Last summer we reported on HSE’s reportable accident statistics for 2017/18 and looked at the data for accidents within the agriculture sector which shows a high level of accidents, including fatal accidents, particularly amongst self-employed workers.

HSE have now announced that they have commenced a programme of proactive inspections of farms targeting the effective management health and safety risks amongst workers. This country wide initiative is part of HSE’s Agriculture Sector Intervention Strategy. First published in 2017, this recognises that the agricultural sector has a poor recording of managing health and safety risks and sets out HSE’s plan to drive improvements over the next 3-5 years. This plan highlights the important role of proactive inspections as one of a number of measures to be used to drive awareness and improve compliance within the agriculture industry. Other measures include promotional campaigns, educational events and partnership work with other stakeholders such as training bodies and farming industry safety partnership organisations.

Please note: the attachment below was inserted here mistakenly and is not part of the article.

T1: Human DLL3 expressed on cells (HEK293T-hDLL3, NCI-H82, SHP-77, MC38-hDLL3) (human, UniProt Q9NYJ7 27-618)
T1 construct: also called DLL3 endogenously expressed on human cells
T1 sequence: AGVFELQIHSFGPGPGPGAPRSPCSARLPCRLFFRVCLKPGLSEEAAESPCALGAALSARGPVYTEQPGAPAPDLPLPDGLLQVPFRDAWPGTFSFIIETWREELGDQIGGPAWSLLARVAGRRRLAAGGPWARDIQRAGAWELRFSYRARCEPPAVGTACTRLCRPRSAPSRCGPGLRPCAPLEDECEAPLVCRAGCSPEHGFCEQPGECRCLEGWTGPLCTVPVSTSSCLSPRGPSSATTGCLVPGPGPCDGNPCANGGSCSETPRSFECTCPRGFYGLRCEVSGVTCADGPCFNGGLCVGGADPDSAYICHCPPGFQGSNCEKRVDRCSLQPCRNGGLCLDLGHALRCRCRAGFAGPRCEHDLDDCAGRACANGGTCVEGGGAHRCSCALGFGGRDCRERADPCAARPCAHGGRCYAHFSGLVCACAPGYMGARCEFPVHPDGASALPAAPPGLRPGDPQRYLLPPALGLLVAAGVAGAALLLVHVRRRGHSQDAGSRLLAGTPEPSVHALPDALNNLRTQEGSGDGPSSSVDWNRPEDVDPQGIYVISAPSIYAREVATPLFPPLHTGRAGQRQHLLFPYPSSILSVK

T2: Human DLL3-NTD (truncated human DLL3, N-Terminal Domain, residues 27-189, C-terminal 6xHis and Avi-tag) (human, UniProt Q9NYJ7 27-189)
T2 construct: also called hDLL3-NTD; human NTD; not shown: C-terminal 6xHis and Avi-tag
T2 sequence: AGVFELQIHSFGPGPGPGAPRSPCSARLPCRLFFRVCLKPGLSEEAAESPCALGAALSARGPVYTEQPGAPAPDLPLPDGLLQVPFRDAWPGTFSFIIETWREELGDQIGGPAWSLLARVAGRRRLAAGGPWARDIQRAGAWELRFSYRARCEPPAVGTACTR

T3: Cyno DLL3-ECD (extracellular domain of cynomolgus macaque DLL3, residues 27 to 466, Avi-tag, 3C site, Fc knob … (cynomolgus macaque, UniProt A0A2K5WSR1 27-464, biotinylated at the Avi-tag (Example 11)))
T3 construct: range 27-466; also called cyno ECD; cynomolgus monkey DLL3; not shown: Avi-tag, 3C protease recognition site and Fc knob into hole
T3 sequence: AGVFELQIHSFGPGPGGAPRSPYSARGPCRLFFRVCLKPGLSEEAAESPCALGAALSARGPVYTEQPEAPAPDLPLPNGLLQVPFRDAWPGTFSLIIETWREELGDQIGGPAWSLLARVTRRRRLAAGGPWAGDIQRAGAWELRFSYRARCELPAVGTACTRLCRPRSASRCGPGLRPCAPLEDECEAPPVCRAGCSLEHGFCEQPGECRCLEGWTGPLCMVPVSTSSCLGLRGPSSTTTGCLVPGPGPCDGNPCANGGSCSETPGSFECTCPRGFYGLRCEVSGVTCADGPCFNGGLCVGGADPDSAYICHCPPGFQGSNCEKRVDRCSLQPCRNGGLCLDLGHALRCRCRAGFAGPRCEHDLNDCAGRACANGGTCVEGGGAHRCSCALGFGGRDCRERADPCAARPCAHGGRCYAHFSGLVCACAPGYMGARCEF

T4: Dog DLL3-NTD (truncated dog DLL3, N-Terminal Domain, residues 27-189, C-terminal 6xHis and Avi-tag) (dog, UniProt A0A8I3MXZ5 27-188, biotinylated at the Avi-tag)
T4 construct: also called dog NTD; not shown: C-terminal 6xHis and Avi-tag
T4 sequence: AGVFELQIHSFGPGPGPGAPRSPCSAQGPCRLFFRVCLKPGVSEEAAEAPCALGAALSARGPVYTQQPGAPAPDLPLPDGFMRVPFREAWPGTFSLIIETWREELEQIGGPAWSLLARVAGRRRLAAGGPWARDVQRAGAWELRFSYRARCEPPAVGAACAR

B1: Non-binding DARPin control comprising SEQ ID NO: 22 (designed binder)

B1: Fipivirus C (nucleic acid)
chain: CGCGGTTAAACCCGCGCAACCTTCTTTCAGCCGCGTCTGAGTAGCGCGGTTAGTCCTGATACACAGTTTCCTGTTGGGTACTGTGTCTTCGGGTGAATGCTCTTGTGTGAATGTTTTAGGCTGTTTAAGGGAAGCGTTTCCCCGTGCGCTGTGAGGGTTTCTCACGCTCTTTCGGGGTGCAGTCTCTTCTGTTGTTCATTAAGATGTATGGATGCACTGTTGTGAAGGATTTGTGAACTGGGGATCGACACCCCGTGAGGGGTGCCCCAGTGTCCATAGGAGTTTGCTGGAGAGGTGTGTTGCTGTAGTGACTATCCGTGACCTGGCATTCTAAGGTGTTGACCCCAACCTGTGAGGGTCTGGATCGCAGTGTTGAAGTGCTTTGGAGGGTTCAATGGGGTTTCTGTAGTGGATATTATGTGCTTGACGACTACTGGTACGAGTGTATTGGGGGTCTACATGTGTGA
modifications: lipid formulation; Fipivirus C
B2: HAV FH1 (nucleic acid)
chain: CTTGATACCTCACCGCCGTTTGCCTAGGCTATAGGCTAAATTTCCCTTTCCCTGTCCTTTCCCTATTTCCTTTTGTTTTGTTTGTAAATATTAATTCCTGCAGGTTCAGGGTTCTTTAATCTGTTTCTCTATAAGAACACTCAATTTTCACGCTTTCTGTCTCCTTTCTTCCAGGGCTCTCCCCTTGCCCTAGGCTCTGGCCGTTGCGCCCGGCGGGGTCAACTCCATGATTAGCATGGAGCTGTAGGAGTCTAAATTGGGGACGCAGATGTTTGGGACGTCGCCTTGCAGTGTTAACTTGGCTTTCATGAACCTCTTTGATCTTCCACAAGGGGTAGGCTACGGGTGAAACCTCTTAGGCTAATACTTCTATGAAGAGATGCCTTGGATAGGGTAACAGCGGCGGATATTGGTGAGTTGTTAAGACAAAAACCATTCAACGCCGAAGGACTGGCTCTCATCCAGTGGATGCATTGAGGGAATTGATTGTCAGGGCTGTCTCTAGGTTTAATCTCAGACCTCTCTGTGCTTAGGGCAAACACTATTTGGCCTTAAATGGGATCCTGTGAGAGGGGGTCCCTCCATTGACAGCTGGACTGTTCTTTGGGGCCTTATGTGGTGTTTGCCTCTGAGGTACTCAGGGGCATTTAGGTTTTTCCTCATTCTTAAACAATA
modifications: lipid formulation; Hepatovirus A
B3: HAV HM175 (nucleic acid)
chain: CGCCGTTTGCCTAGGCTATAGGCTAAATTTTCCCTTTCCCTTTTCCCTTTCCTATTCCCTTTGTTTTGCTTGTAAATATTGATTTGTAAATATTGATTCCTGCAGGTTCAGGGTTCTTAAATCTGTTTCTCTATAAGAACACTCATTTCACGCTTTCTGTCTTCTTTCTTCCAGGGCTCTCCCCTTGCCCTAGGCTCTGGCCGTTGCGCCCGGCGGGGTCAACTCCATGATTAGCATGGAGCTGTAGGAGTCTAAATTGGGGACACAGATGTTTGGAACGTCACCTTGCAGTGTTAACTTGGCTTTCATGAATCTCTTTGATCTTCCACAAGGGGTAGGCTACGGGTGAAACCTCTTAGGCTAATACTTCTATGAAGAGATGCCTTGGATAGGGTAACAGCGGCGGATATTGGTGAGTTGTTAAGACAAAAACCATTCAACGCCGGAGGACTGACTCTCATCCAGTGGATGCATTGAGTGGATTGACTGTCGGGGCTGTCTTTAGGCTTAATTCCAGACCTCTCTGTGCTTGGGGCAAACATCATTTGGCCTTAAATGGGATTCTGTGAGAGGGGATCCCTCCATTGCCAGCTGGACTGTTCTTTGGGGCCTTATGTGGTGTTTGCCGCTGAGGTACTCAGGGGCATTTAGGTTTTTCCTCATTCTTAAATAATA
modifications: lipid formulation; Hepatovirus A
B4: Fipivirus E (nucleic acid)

HSE publishes useful guidance that all dutyholders in the industry would be well advised to consider and in promoting this inspection campaign HSE are referring dutyholders to their “What a good farm looks like” guidance . This highlights common risks to health and safety on farms and may well assist dutyholders in identifying the activities and risks which HSE may be particularly interested in during this inspection campaign. The guidance covers a wide range of issues including vehicles and machinery, falls from height and falling objects, children, overhead power lines and electrical systems, cattle, drowning and asphyxiation (including control of risks from slurry storage systems and silos), asbestos, manual handling, occupational diseases including chest and lung conditions, noise, pesticides and the safe use of chainsaws.

HSE will no doubt be looking closely to see whether these inspections and their intervention strategy generally are assisting to reduce accident rates within the industry.